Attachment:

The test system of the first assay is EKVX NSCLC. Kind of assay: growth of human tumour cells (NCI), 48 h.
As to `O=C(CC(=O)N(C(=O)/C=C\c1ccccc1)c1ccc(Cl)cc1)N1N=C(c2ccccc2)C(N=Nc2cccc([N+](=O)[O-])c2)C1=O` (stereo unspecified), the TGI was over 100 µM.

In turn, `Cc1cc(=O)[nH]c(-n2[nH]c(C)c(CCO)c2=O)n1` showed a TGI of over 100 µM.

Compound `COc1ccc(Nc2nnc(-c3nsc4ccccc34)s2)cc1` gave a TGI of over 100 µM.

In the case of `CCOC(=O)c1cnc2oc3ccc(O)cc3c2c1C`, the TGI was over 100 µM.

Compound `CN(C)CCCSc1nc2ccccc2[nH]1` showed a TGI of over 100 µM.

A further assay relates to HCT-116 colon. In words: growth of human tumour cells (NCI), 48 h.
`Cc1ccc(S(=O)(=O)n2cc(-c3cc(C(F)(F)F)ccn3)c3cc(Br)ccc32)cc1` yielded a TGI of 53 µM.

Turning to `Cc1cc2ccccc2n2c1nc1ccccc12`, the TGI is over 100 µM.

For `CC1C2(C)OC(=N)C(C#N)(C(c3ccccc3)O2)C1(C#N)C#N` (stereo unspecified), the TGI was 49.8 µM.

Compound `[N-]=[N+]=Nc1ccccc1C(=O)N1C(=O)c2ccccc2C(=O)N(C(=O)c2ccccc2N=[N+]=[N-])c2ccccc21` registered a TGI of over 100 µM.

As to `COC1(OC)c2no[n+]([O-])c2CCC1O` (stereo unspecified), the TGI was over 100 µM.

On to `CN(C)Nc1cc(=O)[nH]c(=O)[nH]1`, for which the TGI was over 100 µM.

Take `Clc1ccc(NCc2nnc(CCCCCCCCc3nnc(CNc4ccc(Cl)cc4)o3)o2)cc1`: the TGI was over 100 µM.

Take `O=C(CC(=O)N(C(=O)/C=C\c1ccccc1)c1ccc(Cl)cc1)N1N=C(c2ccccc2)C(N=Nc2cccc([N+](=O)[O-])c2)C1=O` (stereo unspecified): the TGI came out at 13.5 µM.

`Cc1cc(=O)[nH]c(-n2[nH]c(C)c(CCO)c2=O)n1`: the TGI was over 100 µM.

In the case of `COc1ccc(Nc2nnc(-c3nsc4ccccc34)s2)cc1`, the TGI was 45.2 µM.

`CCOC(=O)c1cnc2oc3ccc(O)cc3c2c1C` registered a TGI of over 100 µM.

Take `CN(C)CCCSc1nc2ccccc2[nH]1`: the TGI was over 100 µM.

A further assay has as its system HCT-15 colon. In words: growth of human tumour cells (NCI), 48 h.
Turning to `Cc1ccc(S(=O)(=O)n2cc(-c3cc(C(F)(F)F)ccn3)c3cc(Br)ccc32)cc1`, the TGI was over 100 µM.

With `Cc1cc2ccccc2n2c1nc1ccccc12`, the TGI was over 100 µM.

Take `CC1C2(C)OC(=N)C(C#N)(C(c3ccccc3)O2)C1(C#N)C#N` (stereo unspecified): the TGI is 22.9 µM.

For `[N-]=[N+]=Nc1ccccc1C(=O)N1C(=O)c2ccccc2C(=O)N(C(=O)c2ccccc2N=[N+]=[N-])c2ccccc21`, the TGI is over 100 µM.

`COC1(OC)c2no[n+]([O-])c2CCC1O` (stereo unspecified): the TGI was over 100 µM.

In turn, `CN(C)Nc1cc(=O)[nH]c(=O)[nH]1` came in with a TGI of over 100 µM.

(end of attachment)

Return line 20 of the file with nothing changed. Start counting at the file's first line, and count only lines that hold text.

A further assay has as its system HCT-15 colon. In words: growth of human tumour cells (NCI), 48 h.